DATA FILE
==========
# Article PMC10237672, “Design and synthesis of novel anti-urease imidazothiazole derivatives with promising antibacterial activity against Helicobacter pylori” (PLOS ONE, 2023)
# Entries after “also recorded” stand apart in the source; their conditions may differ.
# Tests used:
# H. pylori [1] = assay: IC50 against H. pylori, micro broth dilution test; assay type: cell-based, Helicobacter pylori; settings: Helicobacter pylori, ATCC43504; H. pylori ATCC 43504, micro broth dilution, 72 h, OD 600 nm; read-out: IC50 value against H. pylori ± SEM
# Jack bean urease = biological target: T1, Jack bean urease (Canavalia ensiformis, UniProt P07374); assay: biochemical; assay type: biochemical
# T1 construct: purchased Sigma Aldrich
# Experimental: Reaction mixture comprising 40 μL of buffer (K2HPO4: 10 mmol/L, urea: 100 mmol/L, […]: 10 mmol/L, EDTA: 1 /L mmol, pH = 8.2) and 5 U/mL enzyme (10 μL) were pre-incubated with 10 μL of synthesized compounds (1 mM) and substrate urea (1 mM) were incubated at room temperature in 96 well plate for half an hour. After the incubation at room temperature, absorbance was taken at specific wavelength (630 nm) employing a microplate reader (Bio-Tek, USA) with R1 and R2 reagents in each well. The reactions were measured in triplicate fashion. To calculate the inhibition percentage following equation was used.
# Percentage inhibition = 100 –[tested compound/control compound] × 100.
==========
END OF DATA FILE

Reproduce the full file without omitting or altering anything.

# Article PMC10237672, “Design and synthesis of novel anti-urease imidazothiazole derivatives with promising antibacterial activity against Helicobacter pylori” (PLOS ONE, 2023)
# Entries after “also recorded” stand apart in the source; their conditions may differ.
# Tests used:
# H. pylori [1] = assay: IC50 against H. pylori, micro broth dilution test; assay type: cell-based, Helicobacter pylori; settings: Helicobacter pylori, ATCC43504; H. pylori ATCC 43504, micro broth dilution, 72 h, OD 600 nm; read-out: IC50 value against H. pylori ± SEM
# Jack bean urease = biological target: T1, Jack bean urease (Canavalia ensiformis, UniProt P07374); assay: biochemical; assay type: biochemical
# T1 construct: purchased Sigma Aldrich
# Experimental: Reaction mixture comprising 40 μL of buffer (K2HPO4: 10 mmol/L, urea: 100 mmol/L, […]: 10 mmol/L, EDTA: 1 /L mmol, pH = 8.2) and 5 U/mL enzyme (10 μL) were pre-incubated with 10 μL of synthesized compounds (1 mM) and substrate urea (1 mM) were incubated at room temperature in 96 well plate for half an hour. After the incubation at room temperature, absorbance was taken at specific wavelength (630 nm) employing a microplate reader (Bio-Tek, USA) with R1 and R2 reagents in each well. The reactions were measured in triplicate fashion. To calculate the inhibition percentage following equation was used.
# Percentage inhibition = 100 –[tested compound/control compound] × 100.